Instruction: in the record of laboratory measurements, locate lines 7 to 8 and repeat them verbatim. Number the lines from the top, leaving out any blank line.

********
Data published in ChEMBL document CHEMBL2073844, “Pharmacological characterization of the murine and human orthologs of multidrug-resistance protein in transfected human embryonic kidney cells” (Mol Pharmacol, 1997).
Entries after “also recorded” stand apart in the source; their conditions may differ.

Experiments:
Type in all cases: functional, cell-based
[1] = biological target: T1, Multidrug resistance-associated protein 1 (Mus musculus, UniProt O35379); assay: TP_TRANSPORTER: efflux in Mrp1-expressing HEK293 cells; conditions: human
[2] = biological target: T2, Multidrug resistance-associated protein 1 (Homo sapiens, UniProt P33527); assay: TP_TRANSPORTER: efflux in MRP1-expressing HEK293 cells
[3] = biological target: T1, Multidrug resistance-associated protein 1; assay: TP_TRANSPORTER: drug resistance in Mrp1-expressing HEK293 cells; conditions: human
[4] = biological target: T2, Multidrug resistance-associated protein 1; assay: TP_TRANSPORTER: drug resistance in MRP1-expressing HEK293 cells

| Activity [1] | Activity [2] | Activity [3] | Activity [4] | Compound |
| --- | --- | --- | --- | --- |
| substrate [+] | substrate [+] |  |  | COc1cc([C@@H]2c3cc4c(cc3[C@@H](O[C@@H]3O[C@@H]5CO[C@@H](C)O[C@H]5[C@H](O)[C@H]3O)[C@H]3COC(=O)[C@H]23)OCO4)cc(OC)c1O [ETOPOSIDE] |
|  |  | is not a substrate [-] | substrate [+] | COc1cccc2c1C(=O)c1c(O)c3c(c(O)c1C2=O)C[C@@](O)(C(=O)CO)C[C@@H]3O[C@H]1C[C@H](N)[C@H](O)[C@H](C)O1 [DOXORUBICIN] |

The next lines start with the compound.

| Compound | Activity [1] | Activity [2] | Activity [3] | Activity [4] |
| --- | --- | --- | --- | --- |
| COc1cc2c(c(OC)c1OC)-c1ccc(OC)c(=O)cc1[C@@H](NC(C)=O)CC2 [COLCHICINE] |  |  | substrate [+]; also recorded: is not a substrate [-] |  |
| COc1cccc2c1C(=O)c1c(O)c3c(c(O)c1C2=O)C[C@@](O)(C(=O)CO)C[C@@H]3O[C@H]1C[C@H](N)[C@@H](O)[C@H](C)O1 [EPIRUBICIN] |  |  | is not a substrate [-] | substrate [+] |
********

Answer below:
[3] = biological target: T1, Multidrug resistance-associated protein 1; assay: TP_TRANSPORTER: drug resistance in Mrp1-expressing HEK293 cells; conditions: human
[4] = biological target: T2, Multidrug resistance-associated protein 1; assay: TP_TRANSPORTER: drug resistance in MRP1-expressing HEK293 cells